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Too much juju – Connor

IRISHMAN Sean Connor has claimed that there is widespread use of juju or magical powers in Zimbabwe football.

IRISHMAN Sean Connor has claimed that there is widespread use of juju or magical powers in Zimbabwe football.

Sports Reporter/BBC Sport

Speaking to BBC recently, the former Caps United coach said: “It’s rife, I never believed in it, but if the players believe in it then that’s probably the way it works,” he explained.

“We were told that if a certain guy sits behind the goal that we’re attacking then we’re not going to score, and you’d see salt and things thrown in the changing rooms and water in the corners. And players would tell me they had no power in their legs.”

“It’s hard for me to understand it. I tried to ignore it and work hard and we went on a better run, but there was all this bubbling under the surface.”

Connor arrived in the country earlier this year hoping to have a big impact on the game.

But his stay ended with him taking his club, Caps United, to court for a settlement after he was fired following a run of poor results.

“I came here hoping that I really could have an influence and change the game for the better, but I never had a chance,” Connor said.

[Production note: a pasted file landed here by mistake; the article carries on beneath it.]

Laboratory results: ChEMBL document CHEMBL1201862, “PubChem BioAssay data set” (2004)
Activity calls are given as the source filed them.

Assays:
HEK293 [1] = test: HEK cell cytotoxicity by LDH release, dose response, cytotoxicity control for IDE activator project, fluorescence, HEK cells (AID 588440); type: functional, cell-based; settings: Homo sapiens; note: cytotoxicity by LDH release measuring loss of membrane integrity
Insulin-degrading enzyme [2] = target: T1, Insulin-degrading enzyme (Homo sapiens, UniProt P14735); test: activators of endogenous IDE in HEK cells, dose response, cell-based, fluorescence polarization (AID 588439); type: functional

“When I came out the owners had a very clear vision of what they wanted — a club run on a much more European basis and I tried to implement those ideas.”

Former champions Caps United went on a run of six games without a win and dismissed Connor, but soon after parting ways the club discovered what it believed was a plot to undermine the coach.

A defender and the first-choice goalkeeper were fired by the club for working against the interests of team by deliberately trying to lose games, although the two players denied the allegations.

“I don’t think anyone could believe the extent of the sabotage that was going on,” said Connor.It was hard knowing that your staff were working against you along with maybe one or two players, and ultimately the parting of ways was best for all of us.”

Connor is hoping to leave a legacy in Zimbabwe by setting up a youth academy with links to European clubs.

But after his experience at Caps United he feels that it is unlikely that he will coach again in Zimbabwe.

“In football you never say never, but I think to come back to Zimbabwe I’d have to be very careful with the club I picked and make sure that the staffing appointments were my own.”

“The players are technically very gifted, but for me what’s holding them back is the lack of willingness to embrace some of the new ideas and methods.”

“But the supporters are fantastic. It’s a beautiful country, and if the structures are changed there’s no reason why Zimbabwe can’t qualify for the Nations Cup or even the World Cup one day.”